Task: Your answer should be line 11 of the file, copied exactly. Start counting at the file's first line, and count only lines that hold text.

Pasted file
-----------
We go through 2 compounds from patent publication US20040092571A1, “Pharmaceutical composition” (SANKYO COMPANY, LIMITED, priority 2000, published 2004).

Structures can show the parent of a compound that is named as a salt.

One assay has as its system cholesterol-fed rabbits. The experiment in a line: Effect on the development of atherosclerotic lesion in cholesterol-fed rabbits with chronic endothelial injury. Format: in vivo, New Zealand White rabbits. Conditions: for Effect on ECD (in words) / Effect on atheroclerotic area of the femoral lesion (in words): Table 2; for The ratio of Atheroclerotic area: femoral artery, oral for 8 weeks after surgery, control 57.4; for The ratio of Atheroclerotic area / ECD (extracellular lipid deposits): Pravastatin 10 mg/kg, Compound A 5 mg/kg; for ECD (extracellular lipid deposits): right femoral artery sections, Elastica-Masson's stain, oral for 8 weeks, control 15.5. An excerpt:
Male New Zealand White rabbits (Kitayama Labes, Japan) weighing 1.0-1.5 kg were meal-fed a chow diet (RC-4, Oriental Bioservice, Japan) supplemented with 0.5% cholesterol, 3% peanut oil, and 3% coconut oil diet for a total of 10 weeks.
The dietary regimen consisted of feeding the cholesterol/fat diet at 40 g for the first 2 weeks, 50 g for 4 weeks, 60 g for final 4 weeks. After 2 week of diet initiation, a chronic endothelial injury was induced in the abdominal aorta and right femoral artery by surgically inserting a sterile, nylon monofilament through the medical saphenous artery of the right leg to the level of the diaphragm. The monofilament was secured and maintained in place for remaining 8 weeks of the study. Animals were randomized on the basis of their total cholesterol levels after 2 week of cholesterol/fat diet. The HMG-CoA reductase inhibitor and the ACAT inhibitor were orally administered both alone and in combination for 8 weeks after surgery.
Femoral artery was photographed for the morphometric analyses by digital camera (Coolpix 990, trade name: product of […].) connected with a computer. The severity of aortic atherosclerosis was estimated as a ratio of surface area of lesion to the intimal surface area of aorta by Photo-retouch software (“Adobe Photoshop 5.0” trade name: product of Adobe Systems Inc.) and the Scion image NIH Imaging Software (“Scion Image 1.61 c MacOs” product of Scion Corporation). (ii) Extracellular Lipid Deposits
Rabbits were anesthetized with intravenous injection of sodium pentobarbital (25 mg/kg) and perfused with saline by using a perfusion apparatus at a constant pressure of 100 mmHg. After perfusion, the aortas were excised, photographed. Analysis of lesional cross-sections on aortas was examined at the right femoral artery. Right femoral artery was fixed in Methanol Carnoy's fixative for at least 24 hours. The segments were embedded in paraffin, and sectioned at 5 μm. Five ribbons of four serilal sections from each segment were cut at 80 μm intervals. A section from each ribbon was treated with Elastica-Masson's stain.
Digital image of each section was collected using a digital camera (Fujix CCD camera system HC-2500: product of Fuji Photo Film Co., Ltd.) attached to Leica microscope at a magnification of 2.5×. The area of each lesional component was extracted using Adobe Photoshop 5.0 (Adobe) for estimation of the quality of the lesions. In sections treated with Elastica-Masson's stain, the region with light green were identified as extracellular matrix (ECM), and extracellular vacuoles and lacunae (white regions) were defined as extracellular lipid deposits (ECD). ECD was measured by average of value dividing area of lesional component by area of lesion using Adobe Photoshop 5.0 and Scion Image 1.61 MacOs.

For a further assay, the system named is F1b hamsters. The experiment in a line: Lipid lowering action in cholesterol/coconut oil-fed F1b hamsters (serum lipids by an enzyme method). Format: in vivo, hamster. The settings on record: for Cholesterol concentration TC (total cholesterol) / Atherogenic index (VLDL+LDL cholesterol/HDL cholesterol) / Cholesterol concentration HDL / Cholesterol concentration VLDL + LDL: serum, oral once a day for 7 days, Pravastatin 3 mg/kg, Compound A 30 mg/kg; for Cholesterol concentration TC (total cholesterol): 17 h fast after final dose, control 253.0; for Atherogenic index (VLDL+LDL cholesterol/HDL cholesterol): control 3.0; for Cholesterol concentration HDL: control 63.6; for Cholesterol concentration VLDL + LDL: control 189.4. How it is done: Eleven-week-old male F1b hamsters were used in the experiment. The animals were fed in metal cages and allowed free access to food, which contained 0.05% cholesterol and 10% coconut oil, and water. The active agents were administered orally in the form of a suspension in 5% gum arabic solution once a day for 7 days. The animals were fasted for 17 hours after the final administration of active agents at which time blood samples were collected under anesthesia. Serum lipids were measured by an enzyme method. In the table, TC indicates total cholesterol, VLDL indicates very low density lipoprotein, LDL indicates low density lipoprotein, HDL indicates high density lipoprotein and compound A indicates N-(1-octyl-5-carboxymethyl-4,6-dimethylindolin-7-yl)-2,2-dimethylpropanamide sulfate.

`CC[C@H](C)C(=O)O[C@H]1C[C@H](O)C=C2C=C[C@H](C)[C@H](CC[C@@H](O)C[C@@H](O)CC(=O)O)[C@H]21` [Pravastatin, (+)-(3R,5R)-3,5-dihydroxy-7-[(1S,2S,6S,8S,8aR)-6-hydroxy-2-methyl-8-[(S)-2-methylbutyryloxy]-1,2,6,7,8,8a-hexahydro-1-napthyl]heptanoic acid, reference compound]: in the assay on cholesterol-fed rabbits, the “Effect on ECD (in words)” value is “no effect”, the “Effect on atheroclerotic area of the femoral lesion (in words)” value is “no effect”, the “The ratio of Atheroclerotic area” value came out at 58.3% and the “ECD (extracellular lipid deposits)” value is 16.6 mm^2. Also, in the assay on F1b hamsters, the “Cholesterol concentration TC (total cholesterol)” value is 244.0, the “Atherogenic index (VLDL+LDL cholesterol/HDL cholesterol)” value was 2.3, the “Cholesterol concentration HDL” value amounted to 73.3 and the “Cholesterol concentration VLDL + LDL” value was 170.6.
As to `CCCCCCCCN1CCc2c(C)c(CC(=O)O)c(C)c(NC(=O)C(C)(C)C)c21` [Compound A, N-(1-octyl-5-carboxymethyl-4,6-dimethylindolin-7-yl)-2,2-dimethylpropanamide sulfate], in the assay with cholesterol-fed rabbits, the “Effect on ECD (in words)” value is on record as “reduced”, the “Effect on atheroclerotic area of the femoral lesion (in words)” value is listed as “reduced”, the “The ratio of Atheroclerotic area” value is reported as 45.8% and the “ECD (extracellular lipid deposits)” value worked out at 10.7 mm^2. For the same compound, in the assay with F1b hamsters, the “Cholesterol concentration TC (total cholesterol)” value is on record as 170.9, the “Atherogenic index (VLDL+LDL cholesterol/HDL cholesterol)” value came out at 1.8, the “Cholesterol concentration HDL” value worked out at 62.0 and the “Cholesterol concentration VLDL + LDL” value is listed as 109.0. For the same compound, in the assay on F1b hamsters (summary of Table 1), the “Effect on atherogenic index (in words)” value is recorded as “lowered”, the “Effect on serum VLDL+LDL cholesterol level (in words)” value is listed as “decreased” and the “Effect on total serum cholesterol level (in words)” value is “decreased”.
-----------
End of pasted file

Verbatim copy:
As to `CCCCCCCCN1CCc2c(C)c(CC(=O)O)c(C)c(NC(=O)C(C)(C)C)c21` [Compound A, N-(1-octyl-5-carboxymethyl-4,6-dimethylindolin-7-yl)-2,2-dimethylpropanamide sulfate], in the assay with cholesterol-fed rabbits, the “Effect on ECD (in words)” value is on record as “reduced”, the “Effect on atheroclerotic area of the femoral lesion (in words)” value is listed as “reduced”, the “The ratio of Atheroclerotic area” value is reported as 45.8% and the “ECD (extracellular lipid deposits)” value worked out at 10.7 mm^2. For the same compound, in the assay with F1b hamsters, the “Cholesterol concentration TC (total cholesterol)” value is on record as 170.9, the “Atherogenic index (VLDL+LDL cholesterol/HDL cholesterol)” value came out at 1.8, the “Cholesterol concentration HDL” value worked out at 62.0 and the “Cholesterol concentration VLDL + LDL” value is listed as 109.0. For the same compound, in the assay on F1b hamsters (summary of Table 1), the “Effect on atherogenic index (in words)” value is recorded as “lowered”, the “Effect on serum VLDL+LDL cholesterol level (in words)” value is listed as “decreased” and the “Effect on total serum cholesterol level (in words)” value is “decreased”.